Updated: October 02, 2019
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8 Things You Should Do In Akasaka, Tokyo!

Akasaka is one of the major business districts in Japan, located next to the popular Roppongi area. If you are in Akasaka, here are the best places to visit to make the most of the area.

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Suntory Hall (サントリーホール)

This has to be mentioned first because it is quite arguably the most culturally significant attribute located in the vicinity of the Akasaka Station. Built in 1986 by the Suntory company, the famous Japanese whiskey maker, as a commemorative project to underline the company's 60 years of whiskey production, Suntory Hall is renowned for its outstanding acoustic qualities. The inside is covered with wooden panels and the concert hall has a capacity of 2,006 people. It is a prestigious venue for classical music performances. For information on the performance schedule, please refer to the link below.

Learn How to Make Temaki Sushi (Handrolled Sushi)

Temaki Sushi is the kind of sushi that Japanese people typically make when they feel like eating sushi at home. If you're looking for a really cool local experience in Akasaka, there's a nice lady named Yoko who hosts cooking classes in her home! Learn how to make temaki sushi, and then feast on your delicious creations while taking with Yoko and getting an inside look at Japanese life.

Get Yourself Some Awesome Ramen

There are some pretty fine ramen joints in Akasaka. If you are one of those ramen warriors, on a quest to find the richest, most satisfying bowl of the addictive Japanese dish, then Akasaka should be one of the areas you should explore. Here's the lowdown on some of the best joints in Akasaka.

Akasaka Sacas (赤坂サカス)

There is a major commercial complex of 53,000 square meters called the Akasaka Sacas that is worth exploring. Home of the TBS, a major broadcaster in Japan, it was completed in 2008. It has five main towers with a sleek modern architecture surrounding a nice park-like public space. You'll find all kinds of restaurants, stores, and entertainment facilities. The complex is directly connected to the Akasaka Station (Chiyoda Line).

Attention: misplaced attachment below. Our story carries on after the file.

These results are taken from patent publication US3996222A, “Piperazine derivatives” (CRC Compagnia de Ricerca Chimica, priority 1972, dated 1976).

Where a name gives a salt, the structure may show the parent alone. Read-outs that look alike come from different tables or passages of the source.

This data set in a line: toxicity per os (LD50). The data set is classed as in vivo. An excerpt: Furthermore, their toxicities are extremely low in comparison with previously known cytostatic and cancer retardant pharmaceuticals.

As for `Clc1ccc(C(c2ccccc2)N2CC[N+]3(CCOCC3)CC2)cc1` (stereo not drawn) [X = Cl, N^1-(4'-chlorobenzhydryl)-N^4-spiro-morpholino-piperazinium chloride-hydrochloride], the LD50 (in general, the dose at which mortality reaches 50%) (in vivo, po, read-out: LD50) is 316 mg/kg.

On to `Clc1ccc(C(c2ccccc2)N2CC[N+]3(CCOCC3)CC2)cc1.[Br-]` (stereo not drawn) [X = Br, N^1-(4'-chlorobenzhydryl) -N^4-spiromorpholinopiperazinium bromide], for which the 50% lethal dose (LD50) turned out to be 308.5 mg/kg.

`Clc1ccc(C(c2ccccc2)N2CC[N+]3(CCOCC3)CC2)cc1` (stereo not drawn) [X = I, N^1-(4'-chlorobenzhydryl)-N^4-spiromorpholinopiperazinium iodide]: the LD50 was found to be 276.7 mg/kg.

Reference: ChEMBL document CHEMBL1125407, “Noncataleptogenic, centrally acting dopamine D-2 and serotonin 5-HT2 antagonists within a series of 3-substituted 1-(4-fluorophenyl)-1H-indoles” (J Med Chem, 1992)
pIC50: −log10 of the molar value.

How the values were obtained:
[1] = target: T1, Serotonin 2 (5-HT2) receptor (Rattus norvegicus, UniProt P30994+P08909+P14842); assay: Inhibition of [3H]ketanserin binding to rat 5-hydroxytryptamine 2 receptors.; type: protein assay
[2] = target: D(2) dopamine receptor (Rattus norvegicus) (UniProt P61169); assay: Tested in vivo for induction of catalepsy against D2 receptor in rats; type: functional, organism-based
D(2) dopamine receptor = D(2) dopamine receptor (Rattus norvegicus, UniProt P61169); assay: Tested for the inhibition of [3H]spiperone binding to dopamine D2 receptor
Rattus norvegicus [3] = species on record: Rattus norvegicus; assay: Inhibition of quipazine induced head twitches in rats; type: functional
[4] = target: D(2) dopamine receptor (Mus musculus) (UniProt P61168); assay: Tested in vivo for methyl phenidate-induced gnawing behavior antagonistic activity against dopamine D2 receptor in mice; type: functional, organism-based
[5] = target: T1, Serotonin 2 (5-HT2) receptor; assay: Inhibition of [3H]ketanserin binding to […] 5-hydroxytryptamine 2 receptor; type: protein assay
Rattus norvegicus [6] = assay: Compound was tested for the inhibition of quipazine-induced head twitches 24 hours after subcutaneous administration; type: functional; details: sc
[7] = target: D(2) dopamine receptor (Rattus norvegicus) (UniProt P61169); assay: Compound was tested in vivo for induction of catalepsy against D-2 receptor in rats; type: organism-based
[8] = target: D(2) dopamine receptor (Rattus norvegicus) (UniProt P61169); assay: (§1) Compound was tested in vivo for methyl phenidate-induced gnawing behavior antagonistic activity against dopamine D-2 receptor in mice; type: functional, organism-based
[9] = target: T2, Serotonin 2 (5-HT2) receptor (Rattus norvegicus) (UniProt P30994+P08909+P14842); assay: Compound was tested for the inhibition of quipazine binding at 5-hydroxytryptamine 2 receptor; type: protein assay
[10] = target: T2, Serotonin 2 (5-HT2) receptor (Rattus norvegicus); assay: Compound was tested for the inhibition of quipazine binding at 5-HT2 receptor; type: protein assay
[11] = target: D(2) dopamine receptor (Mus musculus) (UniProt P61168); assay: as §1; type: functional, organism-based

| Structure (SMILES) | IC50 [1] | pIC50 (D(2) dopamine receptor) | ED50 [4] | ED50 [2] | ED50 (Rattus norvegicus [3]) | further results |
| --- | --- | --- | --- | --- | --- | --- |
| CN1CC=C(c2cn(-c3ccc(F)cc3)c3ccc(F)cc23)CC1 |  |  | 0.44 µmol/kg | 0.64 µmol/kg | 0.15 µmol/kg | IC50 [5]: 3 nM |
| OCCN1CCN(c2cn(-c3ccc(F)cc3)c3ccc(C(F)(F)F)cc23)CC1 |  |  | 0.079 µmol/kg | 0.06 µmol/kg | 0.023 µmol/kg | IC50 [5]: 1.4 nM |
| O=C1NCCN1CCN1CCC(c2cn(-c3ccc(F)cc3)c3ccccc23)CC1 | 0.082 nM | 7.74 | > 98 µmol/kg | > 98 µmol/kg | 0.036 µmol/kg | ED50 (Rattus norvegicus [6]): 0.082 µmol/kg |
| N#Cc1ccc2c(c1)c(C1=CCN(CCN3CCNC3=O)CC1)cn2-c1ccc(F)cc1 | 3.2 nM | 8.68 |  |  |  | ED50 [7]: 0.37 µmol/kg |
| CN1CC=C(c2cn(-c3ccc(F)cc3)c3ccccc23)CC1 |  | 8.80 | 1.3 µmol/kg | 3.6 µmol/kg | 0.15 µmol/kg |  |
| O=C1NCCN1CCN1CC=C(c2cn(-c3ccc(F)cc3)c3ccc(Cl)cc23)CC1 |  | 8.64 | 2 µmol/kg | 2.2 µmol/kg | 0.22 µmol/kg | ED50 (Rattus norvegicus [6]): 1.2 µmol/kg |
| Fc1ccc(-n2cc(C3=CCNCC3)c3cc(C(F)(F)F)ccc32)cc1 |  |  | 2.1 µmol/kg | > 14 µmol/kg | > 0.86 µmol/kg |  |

Toyokawa Inari Temple (豊川稲荷東京別院)

Although far from being the biggest the most stately temple in Tokyo, the Toyokawa Inari Temple has some interesting particularities that make it worth a visit. Most notably, it is a Buddhist temple that venerates a Shinto white fox deity. You will see plenty of statues of the fox diety on the premises of the temple. Also, the temple is recognizable by its red lanterns. Located a short distance walk from the Akasaka Mitsuke Station.

Location: 1-4-7 Motoakasaka, Minato-ku, Tokyo

Eat Sublime Sushi

Akasaka is one of the most central business districts of Tokyo. There are many excellent restaurants, among which you'll find some of the city's best sushi restaurants for all budgets. Here's a list of some of the good addresses you should check out while you are in Akasaka.

Hie Shrine (日枝神社)

The Hie Shrine is a major place of worship in Tokyo. The shrine is dedicated to the Sanno God of Mount Hie in Shiga Prefecture and it has many sub-shrines across the country. The monkey features a prominent role at this shrine because it is believed to be the messenger of the Sanno. Another interesting feature you will notice is the many torii gates (Shinto shrine archways). Everyone one is welcomed to pray. If you want to learn the etiquette for doing so, please refer to the link below. The Shrine is also the venue of one of the three biggest Matsuri festivals in Japan: the Sanno Matsuri held in June. For more information on this festival, refer to the link below.

Location: 2-10-5 Nagata-cho, Chiyoda-ku, Tokyo

Ninja Akasaka Restaurant (忍者赤坂)

You may know that Tokyo has many themed restaurants mostly based on anime or manga series. Ninja Akasaka is themed on, you've guessed it, ninja! It proposition of a ninja-themed restaurant might sound a bit tacky but it is made with good taste. You'll be thoroughly entertained and will have the chance to eat excellent food too. For more details on Ninja Akasaka, check out the link below.


If you'd like to explore other areas of Tokyo, refer to the area guides below for some great ideas of things to do.
Japanese food culture enthusiast. Love to explore new areas and discover local specialties.

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